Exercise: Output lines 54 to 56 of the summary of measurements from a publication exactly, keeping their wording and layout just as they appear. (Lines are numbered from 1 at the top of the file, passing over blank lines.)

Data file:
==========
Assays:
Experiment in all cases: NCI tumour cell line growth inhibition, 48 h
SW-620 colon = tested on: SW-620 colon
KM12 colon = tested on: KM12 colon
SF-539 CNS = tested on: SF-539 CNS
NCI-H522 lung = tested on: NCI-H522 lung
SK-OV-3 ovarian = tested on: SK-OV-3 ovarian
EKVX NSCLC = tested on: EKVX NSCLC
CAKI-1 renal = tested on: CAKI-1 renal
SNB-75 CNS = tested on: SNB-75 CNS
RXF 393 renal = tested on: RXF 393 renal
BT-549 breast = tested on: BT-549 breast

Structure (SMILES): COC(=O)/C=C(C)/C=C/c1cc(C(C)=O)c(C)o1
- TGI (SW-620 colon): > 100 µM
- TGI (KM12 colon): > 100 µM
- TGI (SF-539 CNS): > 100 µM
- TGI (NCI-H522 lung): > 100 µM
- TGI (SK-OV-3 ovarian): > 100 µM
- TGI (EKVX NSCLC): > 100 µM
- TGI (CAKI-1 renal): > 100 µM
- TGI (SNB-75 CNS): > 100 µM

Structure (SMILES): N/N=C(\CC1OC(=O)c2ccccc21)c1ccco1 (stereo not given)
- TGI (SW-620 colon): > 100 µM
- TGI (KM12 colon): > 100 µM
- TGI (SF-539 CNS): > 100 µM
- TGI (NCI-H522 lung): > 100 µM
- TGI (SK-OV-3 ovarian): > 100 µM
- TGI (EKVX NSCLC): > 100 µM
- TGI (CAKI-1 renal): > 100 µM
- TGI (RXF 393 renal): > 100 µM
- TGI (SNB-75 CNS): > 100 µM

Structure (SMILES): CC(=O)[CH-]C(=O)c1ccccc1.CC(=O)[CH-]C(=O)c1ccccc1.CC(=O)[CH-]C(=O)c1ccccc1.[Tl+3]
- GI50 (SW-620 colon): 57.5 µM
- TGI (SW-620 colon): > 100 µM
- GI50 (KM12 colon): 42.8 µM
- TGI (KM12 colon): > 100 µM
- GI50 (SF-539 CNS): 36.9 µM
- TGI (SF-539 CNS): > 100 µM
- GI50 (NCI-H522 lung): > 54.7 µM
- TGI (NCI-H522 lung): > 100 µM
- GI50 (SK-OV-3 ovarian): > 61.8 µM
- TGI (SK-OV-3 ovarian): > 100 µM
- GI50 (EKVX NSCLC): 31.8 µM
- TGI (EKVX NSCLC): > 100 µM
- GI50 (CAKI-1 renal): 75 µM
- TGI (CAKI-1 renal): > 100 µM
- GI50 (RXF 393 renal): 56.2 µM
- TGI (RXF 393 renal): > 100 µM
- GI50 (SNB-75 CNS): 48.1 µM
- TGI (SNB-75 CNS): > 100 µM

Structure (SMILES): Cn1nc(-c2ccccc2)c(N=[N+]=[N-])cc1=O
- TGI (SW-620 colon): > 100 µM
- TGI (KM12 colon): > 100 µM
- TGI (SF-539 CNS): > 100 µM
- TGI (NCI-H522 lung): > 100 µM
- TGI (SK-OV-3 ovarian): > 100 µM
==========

- TGI (SF-539 CNS): > 100 µM
- TGI (NCI-H522 lung): > 100 µM
- TGI (SK-OV-3 ovarian): > 100 µM